1

I'm not sure if there is already a question here about this because I can't find anything. But I'm wondering if there are any "safer" ways to print sensitive information without leaving traces on the printer (sensitive data in caches, internal memory, etc.), or at least ways to reduce those traces.

Suppose I need to print some codes, passwords, secret data, or anything sensitive anyway. After you have printed the data, you can put the sheet in a safe place (like a safe), but the printer is going to remain in its usual place where it could be accessed by a malicious actor (I don't think many people lock their printers in a safe).

This might be equivalent to asking how to delete any data left in the memory of a printer, or at least reduce the probability of leaving any sensitive data in it. Maybe printing some more megabytes of documents after the sensitive data will help "overwriting" the memory on the printer? I have no idea.

2
  • Printing in multiple passes (print half the password, feed paper back in and print the other half) would make data recovery more difficult, but still possible if an attacker can just reprint arbitrary old data. Is printing encrypted data (possibly encoded in a QR code) and decrypting with a second device an option?
    – user
    Apr 15 at 20:43
  • This is why I still have my old school Epson LQ500 dot matrix printer.
    – mti2935
    May 15 at 22:24
1

High-End laser printers (and copiers) often have hard drives that store a significant history of documents, so this would be the worst option.

SoHo laser printers don't generally have hard drives but laser printers are page printers, an entire page of content is held in memory. Standard practice is to print several benign pages afterward to flush the memory. If you are more concerned, powering down the printer for a few minutes should dissipate any memory content remaining.

Inkjet printers are line devices, they have no need to store a page of content as they are only spewing several lines of ink in a rastered pattern. Very low end Windows ink-jet printers use the windows computer for formatting and serializing the ink lines. Higher end inkjets will hold pages like a laser printer and serialize the ink sprays internally. Like the SoHo laser, standard practice is to print several benign pages afterward to flush the memory. You can also follow this with a power down of the printer for more assurance.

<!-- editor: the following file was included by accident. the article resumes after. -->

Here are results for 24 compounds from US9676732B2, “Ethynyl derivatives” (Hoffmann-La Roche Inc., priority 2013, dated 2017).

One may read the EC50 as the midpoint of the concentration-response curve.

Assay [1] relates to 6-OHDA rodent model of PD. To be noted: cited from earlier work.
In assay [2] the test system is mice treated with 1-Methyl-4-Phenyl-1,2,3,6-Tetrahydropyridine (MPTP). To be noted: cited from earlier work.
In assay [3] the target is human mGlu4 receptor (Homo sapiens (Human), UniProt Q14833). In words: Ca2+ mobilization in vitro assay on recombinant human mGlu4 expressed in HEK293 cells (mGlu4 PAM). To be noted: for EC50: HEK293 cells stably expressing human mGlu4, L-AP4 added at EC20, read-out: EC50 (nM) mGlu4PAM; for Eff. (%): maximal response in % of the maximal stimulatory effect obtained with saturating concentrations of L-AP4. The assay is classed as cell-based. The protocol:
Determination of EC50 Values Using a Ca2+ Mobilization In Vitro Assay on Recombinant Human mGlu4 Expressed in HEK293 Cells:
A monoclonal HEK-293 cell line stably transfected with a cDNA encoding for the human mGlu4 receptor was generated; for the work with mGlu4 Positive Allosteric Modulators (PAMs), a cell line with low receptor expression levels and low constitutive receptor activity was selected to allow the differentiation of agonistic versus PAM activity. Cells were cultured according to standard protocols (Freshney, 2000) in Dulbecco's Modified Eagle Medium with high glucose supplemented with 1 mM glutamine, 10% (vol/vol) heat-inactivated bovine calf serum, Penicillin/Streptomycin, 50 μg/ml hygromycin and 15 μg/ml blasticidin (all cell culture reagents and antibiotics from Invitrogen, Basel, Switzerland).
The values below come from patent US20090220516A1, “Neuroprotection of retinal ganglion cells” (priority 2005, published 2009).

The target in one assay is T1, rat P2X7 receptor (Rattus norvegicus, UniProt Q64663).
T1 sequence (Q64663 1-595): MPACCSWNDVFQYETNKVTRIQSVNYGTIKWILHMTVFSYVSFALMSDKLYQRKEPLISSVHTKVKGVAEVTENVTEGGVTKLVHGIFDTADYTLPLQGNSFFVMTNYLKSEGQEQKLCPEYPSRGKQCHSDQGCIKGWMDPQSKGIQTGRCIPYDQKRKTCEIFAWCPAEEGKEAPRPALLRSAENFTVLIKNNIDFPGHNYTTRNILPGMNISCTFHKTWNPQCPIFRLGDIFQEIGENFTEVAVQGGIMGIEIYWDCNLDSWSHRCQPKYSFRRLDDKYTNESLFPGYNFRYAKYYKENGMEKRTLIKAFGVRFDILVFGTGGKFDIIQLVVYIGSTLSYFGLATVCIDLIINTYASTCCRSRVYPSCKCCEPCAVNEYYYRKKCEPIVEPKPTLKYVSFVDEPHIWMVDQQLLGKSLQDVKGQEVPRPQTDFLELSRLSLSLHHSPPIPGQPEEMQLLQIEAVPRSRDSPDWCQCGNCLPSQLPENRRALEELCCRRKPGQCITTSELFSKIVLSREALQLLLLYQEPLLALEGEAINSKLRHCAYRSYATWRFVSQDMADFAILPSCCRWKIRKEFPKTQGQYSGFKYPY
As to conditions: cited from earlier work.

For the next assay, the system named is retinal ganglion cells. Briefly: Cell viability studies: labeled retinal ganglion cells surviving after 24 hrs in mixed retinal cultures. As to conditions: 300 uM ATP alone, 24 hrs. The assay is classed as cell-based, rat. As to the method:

5
  • Any reference to this as being standard practice?
    – vidarlo
    Apr 16 at 11:01
  • Or invest into a secure printer if that is concern.
    – nethero
    Apr 16 at 14:41
  • @KamilKurzynowski, what do you mean by "secure printer"?
    – reed
    Apr 16 at 19:43
  • There are vendors offering hardened printer devices for secure printing rooms that utilize ram drives for caching the files and are cleared after printing, plus the access to the device itself can be limited with smart card or RFID token. Files are sent encrypted to the printer and decrypted for printing upon the authentication and erased afterwards. However I doubt that the OP is trying to fence of state funded intelligence OPS.
    – nethero
    Apr 19 at 8:25
  • @reed: Toshiba is selling such "secure printer". I verified them with a canari and they conserved no trace. But these models are MFP and rather expensive. We couldn't buy them and rented them with a contract where the internal disk was our property and should be returned us before the copier left our company.
    – dan
    May 16 at 10:55

Your Answer

By clicking “Post Your Answer”, you agree to our terms of service, privacy policy and cookie policy

Not the answer you're looking for? Browse other questions tagged or ask your own question.